We’re now well into Q2 of 2018, and I’ve gotten a surprising amount of reading done by way of audiobooks from Scribd and Audible. I’m still dipping into the paperbacks and hardbacks, too, but the listening format is letting me keep up a good pace of learning even with rigorous work and commuting. Pro tip: get a Scribd.com account, and you can read or listen to these for just $8.99 per month.
Here are some of the reads I’ve been enjoying (check out my Q1 reading list):
Steve Jobs by Walter Isaacson – PARTIAL – I just started the Audible audiobook version of this famous biography of Apple co-founder Steve Jobs. Right now I’m just experiencing the early days of Apple Computer, helmed by nerdy Woz and hippie Steve.
Dune by Frank Herbert – PARTIAL – I long assumed this was just another off-the-shelf sci-fi novel. I was wrong. This is space fantasy on a level with Star Wars, with excellent world-building, complex mythology, and gripping storytelling.
The Graveyard Book by Neil Gaiman – FINISHED – Neil Gaiman tells the story of Bod, a living boy growing up in a cemetery and raised by the graveyard’s long-deceased denizens. Bod meets all forms of good and bad ghoulishness as he grows into a young man, and (if you get the audiobook) Gaiman tells all the delightful stories in a range of great accents. Read my review.
12 Rules for Life by Jordan Peterson – FINISHED – My favorite non-fiction read of 2018 so far. In it, psychologist and comparative mythologist (on a level with Joseph Campbell) Jordan Peterson meditates on how myth, psychology, and evolutionary biology can teach us the proper orientation toward life, relationships, and work.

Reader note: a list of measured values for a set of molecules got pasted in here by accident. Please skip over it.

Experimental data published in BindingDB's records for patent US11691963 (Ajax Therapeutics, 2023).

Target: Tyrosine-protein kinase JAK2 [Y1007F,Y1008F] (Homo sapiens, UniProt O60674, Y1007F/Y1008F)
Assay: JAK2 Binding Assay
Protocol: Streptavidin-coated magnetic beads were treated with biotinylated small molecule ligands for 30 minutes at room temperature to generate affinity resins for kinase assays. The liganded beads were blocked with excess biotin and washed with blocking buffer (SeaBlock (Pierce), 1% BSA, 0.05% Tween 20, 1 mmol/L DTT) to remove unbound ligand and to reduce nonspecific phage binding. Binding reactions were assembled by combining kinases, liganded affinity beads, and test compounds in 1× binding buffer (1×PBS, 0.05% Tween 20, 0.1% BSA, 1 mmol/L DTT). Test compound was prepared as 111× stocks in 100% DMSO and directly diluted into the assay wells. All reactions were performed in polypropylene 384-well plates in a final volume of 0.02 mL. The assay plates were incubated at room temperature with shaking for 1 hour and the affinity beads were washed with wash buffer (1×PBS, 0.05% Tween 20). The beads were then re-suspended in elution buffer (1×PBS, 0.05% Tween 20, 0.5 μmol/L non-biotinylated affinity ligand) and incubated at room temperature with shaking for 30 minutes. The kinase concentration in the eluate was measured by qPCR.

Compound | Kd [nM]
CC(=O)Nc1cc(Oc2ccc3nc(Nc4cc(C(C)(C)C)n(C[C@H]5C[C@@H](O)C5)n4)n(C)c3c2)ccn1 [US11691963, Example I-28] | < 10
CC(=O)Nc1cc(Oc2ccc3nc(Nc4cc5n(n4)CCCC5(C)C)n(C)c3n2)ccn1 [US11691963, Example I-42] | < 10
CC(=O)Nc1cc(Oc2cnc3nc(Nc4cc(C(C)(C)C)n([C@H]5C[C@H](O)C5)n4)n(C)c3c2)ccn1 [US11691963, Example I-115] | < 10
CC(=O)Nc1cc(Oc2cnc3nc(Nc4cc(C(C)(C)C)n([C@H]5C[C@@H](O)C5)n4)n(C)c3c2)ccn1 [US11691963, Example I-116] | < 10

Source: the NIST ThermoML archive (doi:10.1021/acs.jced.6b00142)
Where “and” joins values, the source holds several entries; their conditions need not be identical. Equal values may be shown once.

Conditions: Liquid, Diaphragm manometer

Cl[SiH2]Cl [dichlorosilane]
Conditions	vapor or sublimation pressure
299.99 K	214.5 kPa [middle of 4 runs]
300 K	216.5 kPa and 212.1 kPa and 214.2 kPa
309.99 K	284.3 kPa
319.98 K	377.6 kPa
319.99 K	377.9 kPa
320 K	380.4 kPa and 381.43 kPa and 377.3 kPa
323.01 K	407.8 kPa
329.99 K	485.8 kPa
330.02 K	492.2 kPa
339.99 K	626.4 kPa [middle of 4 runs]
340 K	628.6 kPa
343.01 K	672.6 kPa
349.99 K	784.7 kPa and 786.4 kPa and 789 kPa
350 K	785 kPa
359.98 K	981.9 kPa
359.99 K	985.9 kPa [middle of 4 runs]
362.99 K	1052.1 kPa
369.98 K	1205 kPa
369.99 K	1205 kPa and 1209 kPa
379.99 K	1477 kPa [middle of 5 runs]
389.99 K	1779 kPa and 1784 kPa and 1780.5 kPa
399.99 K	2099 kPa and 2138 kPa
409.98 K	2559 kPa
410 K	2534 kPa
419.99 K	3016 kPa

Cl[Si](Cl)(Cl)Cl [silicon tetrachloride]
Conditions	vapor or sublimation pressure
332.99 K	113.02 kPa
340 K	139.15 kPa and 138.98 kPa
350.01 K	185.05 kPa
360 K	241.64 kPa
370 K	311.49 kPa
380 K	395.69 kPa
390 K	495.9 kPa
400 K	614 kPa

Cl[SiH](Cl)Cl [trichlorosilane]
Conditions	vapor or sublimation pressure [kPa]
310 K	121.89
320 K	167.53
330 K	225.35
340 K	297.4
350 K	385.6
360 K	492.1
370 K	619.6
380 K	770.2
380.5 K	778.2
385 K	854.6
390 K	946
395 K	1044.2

The Effective Executive by Peter Drucker – FINISHED – This book written in the 1960s by world-famous management writer Peter Drucker gives a clear, relevant case and guidelines for effective knowledge work. I took away some important validation and ideas from this book which will be useful for me in my work.
Beyond Band of Brothers by Dick Winters – FINISHED – Major Dick Winters of EZ Company, Second Battalion, 501st Parachute Infantry Regiment, 101st Airborne Division (AKA the “Band of Brothers” of Stephen Ambrose’s work) has a unique perspective on World War II in this autobiography. Winters shares his experiences from growing up in rural Pennsylvania to jumping into Normandy on D-Day and beyond. This book captures much of what made Winters a successful leader and has some great applications and perspective for modern readers.
Crushing It! by Gary Vaynerchuk – FINISHED – In this followup to his first book Crush It, social media expert and entrepreneurial thought leader Gary Vaynerchuk brings together updated advice for “crushing it” on the modern social web with the stories of average people who used Crush It principles to start their own successful business ventures.
Own the Day, Own Your Life by Aubrey Marcus – FINISHED – Marcus takes a one-day-at-a-time approach to personal development in this book, taking readers through the multiple stages of an ideal day. Marcus starts with hydration and movement at the start of day and continues on sharing meal tips, commute tips, sleep tips (take a nap!), and more that will help to create someone’s perfect day – usually grounded in some research.
Awaken the Giant Within by Tony Robbins – FINISHED – This was my first time going through a Tony Robbins book. At this point, I’m well past a disdain of self-help books, and I enjoyed it. The future visualization exercises Tony talks about do help to drive positive behavior.